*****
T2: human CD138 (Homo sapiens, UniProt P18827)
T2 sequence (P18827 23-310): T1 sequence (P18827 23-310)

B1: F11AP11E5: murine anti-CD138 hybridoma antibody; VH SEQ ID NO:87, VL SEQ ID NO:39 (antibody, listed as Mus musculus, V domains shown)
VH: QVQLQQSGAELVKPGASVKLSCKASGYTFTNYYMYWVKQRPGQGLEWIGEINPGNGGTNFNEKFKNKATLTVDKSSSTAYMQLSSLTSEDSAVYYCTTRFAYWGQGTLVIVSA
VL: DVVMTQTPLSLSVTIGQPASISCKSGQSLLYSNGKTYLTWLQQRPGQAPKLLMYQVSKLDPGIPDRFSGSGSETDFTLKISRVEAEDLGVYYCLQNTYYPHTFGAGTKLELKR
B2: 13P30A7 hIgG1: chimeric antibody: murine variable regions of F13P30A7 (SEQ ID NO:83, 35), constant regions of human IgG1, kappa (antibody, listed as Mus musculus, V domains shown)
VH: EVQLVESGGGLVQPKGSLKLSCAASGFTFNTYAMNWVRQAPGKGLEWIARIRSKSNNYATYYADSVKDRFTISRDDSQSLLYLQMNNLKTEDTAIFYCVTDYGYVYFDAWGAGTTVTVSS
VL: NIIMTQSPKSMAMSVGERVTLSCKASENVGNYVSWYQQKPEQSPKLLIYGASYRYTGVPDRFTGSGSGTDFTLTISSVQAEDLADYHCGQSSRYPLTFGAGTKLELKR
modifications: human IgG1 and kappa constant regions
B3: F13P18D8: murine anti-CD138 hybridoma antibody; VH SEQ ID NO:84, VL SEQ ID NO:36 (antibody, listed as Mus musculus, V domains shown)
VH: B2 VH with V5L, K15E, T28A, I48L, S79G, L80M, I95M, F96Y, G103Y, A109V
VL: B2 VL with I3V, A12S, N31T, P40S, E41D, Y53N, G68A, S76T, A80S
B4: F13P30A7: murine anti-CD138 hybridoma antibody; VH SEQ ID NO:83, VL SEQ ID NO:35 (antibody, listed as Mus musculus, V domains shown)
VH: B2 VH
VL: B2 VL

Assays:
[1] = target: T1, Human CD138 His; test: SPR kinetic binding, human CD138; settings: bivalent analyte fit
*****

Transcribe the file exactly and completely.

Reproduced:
T2: human CD138 (Homo sapiens, UniProt P18827)
T2 sequence (P18827 23-310): T1 sequence (P18827 23-310)

B1: F11AP11E5: murine anti-CD138 hybridoma antibody; VH SEQ ID NO:87, VL SEQ ID NO:39 (antibody, listed as Mus musculus, V domains shown)
VH: QVQLQQSGAELVKPGASVKLSCKASGYTFTNYYMYWVKQRPGQGLEWIGEINPGNGGTNFNEKFKNKATLTVDKSSSTAYMQLSSLTSEDSAVYYCTTRFAYWGQGTLVIVSA
VL: DVVMTQTPLSLSVTIGQPASISCKSGQSLLYSNGKTYLTWLQQRPGQAPKLLMYQVSKLDPGIPDRFSGSGSETDFTLKISRVEAEDLGVYYCLQNTYYPHTFGAGTKLELKR
B2: 13P30A7 hIgG1: chimeric antibody: murine variable regions of F13P30A7 (SEQ ID NO:83, 35), constant regions of human IgG1, kappa (antibody, listed as Mus musculus, V domains shown)
VH: EVQLVESGGGLVQPKGSLKLSCAASGFTFNTYAMNWVRQAPGKGLEWIARIRSKSNNYATYYADSVKDRFTISRDDSQSLLYLQMNNLKTEDTAIFYCVTDYGYVYFDAWGAGTTVTVSS
VL: NIIMTQSPKSMAMSVGERVTLSCKASENVGNYVSWYQQKPEQSPKLLIYGASYRYTGVPDRFTGSGSGTDFTLTISSVQAEDLADYHCGQSSRYPLTFGAGTKLELKR
modifications: human IgG1 and kappa constant regions
B3: F13P18D8: murine anti-CD138 hybridoma antibody; VH SEQ ID NO:84, VL SEQ ID NO:36 (antibody, listed as Mus musculus, V domains shown)
VH: B2 VH with V5L, K15E, T28A, I48L, S79G, L80M, I95M, F96Y, G103Y, A109V
VL: B2 VL with I3V, A12S, N31T, P40S, E41D, Y53N, G68A, S76T, A80S
B4: F13P30A7: murine anti-CD138 hybridoma antibody; VH SEQ ID NO:83, VL SEQ ID NO:35 (antibody, listed as Mus musculus, V domains shown)
VH: B2 VH
VL: B2 VL

Assays:
[1] = target: T1, Human CD138 His; test: SPR kinetic binding, human CD138; settings: bivalent analyte fit